“Be careful not to practice your righteousness in front of people in order to be noticed by them. If you do, you will have no reward from your Father in heaven. So whenever you give to the poor, don’t blow a trumpet before you like the hypocrites do in the synagogues and in the streets so that they will be praised by people. Truly I tell you, they have their full reward! But when you give to the poor, don’t let your left hand know what your right hand is doing, so that your giving may be done in secret. And your Father who sees in secret will reward you. And whenever you pray, don’t be like the hypocrites who love to stand in the synagogues and on the street corners so that they will be seen by people. Truly I tell you, they have their full reward! But whenever you pray, go into your room, close the door, and pray to your Father who is in secret. And your Father who sees in secret will reward you.” (Mat 6:1-6 ISV)
What do these verses mean to us?
Perhaps we read it and think, ‘Yes, that’s right, don’t be like those guys… thank the Good Lord I’m not like that!’ …or are we like those guys?
‘I’m glad that I don’t have to worry about praying aloud for all to hear so they will know how Holy I am,’ …or do we do that, maybe even unknowingly?
‘I sure don’t flaunt my giving (something, not just money) in front of others when giving to God’s house, or the poor, the hungry, a friend, a stranger, or those in need,’ …or do we somehow find a way to flaunt the fact?
“Be careful not to practice your righteousness in front of people in order to be noticed by them…”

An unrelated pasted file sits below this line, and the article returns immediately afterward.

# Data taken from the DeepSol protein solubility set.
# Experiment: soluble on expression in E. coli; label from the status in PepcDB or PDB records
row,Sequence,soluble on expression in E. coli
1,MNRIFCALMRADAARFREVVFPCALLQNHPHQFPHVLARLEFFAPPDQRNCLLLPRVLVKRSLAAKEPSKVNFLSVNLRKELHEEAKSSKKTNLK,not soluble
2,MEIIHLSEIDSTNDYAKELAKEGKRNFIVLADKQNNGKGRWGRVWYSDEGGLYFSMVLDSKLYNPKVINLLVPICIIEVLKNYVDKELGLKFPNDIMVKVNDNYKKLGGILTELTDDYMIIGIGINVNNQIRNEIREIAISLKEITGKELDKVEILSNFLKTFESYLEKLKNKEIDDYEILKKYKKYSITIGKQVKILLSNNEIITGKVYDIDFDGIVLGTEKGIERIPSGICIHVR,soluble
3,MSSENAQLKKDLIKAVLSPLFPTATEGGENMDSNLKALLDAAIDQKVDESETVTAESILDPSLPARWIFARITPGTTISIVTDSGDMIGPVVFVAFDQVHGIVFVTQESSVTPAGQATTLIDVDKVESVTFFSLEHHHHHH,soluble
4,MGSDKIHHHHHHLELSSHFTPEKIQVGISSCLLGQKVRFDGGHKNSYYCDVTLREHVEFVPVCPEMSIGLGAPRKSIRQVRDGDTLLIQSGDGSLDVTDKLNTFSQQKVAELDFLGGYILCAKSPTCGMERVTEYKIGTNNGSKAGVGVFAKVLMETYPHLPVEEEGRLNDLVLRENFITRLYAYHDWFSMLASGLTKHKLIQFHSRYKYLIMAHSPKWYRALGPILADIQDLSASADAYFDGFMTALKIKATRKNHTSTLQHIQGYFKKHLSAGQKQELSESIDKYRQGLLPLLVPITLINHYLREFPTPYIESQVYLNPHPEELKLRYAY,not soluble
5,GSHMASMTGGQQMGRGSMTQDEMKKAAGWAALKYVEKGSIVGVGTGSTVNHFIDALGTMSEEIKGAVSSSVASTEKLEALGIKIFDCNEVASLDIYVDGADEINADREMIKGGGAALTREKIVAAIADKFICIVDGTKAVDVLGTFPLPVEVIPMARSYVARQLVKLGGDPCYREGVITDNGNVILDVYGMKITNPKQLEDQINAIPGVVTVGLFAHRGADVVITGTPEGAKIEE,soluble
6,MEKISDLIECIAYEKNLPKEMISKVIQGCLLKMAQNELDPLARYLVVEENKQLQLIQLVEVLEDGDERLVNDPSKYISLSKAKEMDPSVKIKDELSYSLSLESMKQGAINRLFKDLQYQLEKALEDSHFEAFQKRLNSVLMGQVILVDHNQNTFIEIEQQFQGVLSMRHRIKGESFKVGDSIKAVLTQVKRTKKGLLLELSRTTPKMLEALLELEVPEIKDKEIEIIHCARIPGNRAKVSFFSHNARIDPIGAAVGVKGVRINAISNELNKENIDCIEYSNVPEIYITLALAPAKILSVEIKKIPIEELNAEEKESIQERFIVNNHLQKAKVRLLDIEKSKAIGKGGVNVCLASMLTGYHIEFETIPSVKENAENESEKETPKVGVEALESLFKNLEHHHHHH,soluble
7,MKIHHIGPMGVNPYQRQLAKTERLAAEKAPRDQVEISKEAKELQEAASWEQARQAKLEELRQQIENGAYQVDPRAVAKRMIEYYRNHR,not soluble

Let’s think for a minute… Are we sure to tell people how often we study God’s Word or do our devotional? Do we tell people how to act right when they’re out of line, and then share with a bunch of friends how we rebuked or admonished that person in love? Do we proclaim our love for God in a group of friends during conversation, or maybe even for no apparent reason? You get the idea…
Do not misunderstand me. What I am not saying is that we should not do any of these things. I am not saying we can’t share some of these things with friends or a loved one… Christians are a body of believers and we are to relate with one another, share with one another your lives, and you obviously can’t do that without sharing some things in your life. What I am saying is that we should take a good look at ourselves and see what it is we do, that perhaps we do for others to notice, and not really out of love and humility. Perhaps we want to feel accepted, or want to feel like people think highly of us. That’s human, and that’s a normal feeling, and that’s okay to feel that need for acceptance. But, how we go about doing it, is another thing. What is our motive? And that, is a question that only you can answer for yourself.